That said, I agree *10* extra cards with lounge access is too much.

  8. Now if they could only improve the “interior design “ of their current aircraft, it would be even better! They’re pure Garbage, with a capital G. Pls AA, put capex in areas that really matter.

  9. @wpr8e,

    Don’t forget Rudy Colludy shaving while seated at his table in JFK Terminal 4 Delta Sky Club last year!

  10. I wish the planes would match the nice clubs – experience an Admirals Club is generally nothing like the actual plane which is cheap/dull/boring/plain looking.

  11. Why is the worst network airline in the US spending money on lounges before spending on things that matter to premium customers, that is onboard product and service?

  12. Agreed with the other comments, they should be putting this money into reversing Oasis. I have no issue with the current Admirals clubs, but am appalled by the level of discomfort in the planes.

  13. It does seem odd that the lounges, which are for anyone with a high-fee credit card, are starting to really out-do the first class onboard soft and hard product on the US airlines.

    I also wonder if the addition of more independent card lounges like Capital One at IAD and Centurion at DCA will wind up reducing the crowding at the airline credit card lounges. I mean, when the Centurion at DCA opens, who would go to the AA lounge across the way unless the Centurion is at capacity (which I suspect it will often be).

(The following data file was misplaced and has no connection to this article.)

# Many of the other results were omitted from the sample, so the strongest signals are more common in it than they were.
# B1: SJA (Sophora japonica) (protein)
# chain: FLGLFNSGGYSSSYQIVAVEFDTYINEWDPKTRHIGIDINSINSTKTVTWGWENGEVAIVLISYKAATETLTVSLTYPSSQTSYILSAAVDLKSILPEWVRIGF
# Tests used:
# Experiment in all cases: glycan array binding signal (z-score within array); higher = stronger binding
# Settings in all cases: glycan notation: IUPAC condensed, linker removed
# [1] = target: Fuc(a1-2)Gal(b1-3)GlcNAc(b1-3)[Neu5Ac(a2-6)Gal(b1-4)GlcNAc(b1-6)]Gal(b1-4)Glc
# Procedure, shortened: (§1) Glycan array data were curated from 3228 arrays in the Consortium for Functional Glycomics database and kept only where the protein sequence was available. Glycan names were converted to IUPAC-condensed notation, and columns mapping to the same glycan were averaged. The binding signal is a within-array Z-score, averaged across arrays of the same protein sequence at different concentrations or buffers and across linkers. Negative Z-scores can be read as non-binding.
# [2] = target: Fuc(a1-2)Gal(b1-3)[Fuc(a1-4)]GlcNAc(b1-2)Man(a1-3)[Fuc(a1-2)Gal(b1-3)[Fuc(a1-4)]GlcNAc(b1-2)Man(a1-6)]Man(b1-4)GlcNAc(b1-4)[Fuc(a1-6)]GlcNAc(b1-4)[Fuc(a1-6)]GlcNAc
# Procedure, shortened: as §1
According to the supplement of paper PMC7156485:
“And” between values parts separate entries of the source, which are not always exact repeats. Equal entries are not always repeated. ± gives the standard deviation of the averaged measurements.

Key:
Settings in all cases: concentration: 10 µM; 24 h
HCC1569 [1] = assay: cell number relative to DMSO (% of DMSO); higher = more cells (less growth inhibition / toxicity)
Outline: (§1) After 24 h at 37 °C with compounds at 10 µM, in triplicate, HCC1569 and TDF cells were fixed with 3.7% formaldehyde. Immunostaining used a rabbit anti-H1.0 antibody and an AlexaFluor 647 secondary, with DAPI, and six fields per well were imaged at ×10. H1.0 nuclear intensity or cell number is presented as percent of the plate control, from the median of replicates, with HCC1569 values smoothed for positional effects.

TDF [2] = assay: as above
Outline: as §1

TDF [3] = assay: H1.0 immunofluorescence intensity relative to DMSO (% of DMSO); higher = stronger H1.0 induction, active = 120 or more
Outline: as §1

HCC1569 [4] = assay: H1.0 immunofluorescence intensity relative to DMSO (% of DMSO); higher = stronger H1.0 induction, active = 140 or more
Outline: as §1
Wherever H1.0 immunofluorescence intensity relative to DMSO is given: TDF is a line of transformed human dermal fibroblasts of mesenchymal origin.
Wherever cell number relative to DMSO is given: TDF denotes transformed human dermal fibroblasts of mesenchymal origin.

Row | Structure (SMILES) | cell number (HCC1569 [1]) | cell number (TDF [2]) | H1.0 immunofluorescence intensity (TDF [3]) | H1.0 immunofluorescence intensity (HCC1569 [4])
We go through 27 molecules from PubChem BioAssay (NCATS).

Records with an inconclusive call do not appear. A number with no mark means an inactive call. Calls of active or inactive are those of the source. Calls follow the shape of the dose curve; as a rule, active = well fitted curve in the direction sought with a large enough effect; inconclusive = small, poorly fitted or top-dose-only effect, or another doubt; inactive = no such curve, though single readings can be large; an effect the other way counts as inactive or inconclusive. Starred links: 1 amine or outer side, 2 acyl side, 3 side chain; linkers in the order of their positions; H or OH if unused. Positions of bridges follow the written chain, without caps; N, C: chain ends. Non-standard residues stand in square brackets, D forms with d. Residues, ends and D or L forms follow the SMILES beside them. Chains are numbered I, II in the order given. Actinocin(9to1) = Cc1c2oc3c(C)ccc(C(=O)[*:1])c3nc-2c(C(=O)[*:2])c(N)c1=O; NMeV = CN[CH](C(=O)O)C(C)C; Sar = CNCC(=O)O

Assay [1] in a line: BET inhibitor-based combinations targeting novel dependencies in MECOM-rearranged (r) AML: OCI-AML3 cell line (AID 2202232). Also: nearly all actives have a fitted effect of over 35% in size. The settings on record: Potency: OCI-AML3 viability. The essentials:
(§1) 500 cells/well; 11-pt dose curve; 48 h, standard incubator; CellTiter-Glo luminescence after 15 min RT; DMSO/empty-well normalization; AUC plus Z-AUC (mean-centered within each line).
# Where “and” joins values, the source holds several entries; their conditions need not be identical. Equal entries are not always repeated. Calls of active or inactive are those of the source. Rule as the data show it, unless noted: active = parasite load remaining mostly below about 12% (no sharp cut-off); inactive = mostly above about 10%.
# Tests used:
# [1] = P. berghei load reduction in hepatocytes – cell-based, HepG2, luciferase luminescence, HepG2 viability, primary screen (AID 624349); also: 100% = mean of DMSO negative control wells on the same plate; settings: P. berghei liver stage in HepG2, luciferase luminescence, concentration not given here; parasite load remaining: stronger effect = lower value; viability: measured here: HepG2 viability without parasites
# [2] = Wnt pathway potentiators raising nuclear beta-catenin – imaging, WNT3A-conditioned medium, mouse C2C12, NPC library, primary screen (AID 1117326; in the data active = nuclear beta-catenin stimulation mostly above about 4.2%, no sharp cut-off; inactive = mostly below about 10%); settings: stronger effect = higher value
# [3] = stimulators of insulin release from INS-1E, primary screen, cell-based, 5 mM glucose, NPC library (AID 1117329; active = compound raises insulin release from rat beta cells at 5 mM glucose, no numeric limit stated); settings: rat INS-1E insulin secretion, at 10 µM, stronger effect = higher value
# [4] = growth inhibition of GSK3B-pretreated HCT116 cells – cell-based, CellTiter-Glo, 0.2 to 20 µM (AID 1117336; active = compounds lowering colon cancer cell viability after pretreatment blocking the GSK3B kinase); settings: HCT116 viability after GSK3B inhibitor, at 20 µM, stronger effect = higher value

14. @Arthur – So far those indie lounges have increased the demand for the cateogry, kind of like when multiple restaurants open up clustered together

    So hasn’t been much of a relief

    That said, at SFO for example the Centurion lounge in the UA terminal has resulted in much less overcrowding of main UA lounge there, while the Centurion lounge is chronically over capacity

  15. I would also say at Houston the E UNITED Club is often busy but not overcrowded with the Centurion and several other Priority Pass lounges in D – and Polaris lounge above it

    Compare that to Delta where I can’t think of a hub lounge that isn’t chronically overcrowded

  16. EWR terminal C is a mess for United – the new club is overrun – but they closed the older club for renovations, so when that reopens hopefully will balance it all out